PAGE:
Therapist Advice Is Not Good!Guidance Is What You Need!

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I’m here to tell you why therapists do not give advice, or at least they shouldn’t.

And here’s the reason why.

When you walk into a therapist’s office, you most likely have tried everything.

Otherwise, why would you go talk to a complete stranger about the deepest, darkest secrets that you have about yourself?

So when you walk into a therapist’s office, it’s not a friendship. It’s not meant to be a friendship. It’s not a two way situation. You don’t walk in there and ask your therapist.

Oh, how are you doing with the expectation that you’re going to be going out to coffee soon?

I do have people that will come in and ask me about myself, or of course, I’m listening to them.

So they’re kind and want to ask about me, which is very nice.

But that’s not the purpose of counselling or therapy.

The purpose of therapy is for a professional to be there for you, to help you rekindle the strength that you have inside yourself, to find that spark of the strength that’s inside yourself and help you start on your healing or growth journey. Now, here’s an example of why advice giving wouldn’t work very well if you were getting a device from a therapist. So I had a friend who is an actor, and this post is being done during Koven time.

And so for my friend, there are a number of different events, gatherings that are being offered through Zoome. Now, this friend of mine doesn’t really go on social media either.

And so this was not seeming like a very interesting venture to be in front of a computer connecting with people, because this person always does also does really like interacting and connecting with other people.

So there was a situation with Zoom or he needed to go on and he was expressing how he does not feel comfortable or like it or there’s something, you know, there’s just something that doesn’t feel right.

And on a surface level, it could just be some of the stuff we come up with, like, oh, it’s technology or we’re not used to interacting with people through a screen.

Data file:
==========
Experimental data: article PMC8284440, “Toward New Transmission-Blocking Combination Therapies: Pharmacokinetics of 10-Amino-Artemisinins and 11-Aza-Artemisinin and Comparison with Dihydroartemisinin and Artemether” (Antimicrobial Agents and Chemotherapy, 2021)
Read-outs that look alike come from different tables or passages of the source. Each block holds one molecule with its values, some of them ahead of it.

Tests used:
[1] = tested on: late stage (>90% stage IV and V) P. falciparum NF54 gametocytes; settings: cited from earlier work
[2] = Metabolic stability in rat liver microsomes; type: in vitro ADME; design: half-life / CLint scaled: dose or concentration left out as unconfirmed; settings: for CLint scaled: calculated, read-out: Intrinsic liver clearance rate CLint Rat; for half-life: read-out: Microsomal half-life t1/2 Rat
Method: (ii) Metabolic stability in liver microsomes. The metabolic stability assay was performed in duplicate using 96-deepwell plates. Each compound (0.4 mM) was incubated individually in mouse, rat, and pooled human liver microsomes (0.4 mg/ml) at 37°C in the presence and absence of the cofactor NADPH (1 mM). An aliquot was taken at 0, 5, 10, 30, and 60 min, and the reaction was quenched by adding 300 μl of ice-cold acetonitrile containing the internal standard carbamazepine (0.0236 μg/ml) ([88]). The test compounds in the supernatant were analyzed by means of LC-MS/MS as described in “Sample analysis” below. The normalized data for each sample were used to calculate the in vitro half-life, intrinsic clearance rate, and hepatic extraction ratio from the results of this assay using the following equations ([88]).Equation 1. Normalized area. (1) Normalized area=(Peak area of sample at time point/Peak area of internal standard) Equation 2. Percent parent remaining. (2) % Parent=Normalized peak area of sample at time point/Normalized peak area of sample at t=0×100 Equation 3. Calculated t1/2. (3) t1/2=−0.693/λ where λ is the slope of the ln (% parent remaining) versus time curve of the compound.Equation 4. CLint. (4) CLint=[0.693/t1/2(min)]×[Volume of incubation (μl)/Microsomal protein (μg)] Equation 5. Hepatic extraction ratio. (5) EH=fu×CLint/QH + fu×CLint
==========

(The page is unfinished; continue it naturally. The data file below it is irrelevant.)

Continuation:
But when he went deeper, he realized that the reason why he was uncomfortable with the being on Zoom was because he spent the last 20 years of his life training inside of him to not notice the camera, to not engage with the camera, to not break the fourth wall because he has spent years behind the camera.

So this realization, I thought, wait a second,this is a great correlation to advice giving in therapy, because I know him pretty well, pretty well.

And so me coming up with all the ideas of why maybe he’s not comfortable with the zoom or all the ones that are very superficial. I would never have been able able to come up with the idea for his dislike for Zoom because of his 20 years of being in front of a camera and learning how not to engage with the camera.

And the words he used were. It is just in my psyche.

It is just a part of me that I don’t engage with the camera.

So of course, I’m not going to like the zoom.

This is the same thing that happens when you come in a therapist’s office.

A therapist does not know the last 20 years plus of your life or less if you’re younger and there’s no way they can really get to know all of that in the short time that you spend in the office. So if a therapist is offering advice to you, it’s advice based on what they’ve heard from other people with limited amount of information or what they gather from the little bit of information you give them.

Which if you’re doing talk therapy, it’s coming from your mouth and from, you know, a superficial place unless you’re going really deep.

But even if you’re going deep, the idea of deep work is to reconnect you to yourself so that you can make the decisions and choices that you need to make to make you stronger, to make you feel good about you, to make you feel excited about making all the choices and decisions that you need to make in your life to help you grow further.

And so that is why it is really important. You have a therapist that doesn’t give advice that you’re going there to shift your world, to become comfortable and confident with who you are inside.

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Inna

Media Operations Manager of YepPost.com: I’m a therapist and emotion specialist and I am passionate about helping people understand the world of emotions, I like to write about self-improvement and achieving excellence.